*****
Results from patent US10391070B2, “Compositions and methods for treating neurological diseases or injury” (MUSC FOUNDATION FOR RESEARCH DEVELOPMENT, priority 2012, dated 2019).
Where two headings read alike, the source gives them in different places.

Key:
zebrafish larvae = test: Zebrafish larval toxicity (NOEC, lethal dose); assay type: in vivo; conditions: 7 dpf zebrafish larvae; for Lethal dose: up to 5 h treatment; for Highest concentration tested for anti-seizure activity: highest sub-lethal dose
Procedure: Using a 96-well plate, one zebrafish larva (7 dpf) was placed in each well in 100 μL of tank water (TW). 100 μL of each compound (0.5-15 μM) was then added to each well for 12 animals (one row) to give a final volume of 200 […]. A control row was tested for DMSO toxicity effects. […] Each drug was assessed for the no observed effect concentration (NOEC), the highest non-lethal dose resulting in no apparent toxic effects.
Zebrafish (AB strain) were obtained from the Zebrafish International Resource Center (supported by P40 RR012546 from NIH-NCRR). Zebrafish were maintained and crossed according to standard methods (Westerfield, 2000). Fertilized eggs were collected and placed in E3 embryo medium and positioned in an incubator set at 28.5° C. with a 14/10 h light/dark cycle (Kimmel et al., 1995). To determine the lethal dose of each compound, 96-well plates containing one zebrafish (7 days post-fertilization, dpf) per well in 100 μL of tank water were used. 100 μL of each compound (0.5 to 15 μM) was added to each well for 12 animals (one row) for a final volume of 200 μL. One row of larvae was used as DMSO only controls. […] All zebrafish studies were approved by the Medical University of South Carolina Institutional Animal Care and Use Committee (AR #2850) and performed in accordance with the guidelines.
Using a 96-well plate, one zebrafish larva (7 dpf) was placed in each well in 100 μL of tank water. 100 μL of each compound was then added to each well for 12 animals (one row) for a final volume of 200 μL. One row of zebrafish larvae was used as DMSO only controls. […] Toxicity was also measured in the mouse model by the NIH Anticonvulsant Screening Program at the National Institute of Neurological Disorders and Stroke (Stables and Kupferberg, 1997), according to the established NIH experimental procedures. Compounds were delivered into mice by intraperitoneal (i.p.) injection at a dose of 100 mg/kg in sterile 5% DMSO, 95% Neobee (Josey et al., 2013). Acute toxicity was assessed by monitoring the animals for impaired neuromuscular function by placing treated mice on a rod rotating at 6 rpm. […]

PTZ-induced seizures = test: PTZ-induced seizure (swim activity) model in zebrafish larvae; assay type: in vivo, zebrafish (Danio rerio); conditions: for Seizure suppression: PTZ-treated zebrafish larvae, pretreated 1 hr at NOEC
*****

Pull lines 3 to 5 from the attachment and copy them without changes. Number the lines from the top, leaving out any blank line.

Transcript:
Key:
zebrafish larvae = test: Zebrafish larval toxicity (NOEC, lethal dose); assay type: in vivo; conditions: 7 dpf zebrafish larvae; for Lethal dose: up to 5 h treatment; for Highest concentration tested for anti-seizure activity: highest sub-lethal dose
Procedure: Using a 96-well plate, one zebrafish larva (7 dpf) was placed in each well in 100 μL of tank water (TW). 100 μL of each compound (0.5-15 μM) was then added to each well for 12 animals (one row) to give a final volume of 200 […]. A control row was tested for DMSO toxicity effects. […] Each drug was assessed for the no observed effect concentration (NOEC), the highest non-lethal dose resulting in no apparent toxic effects.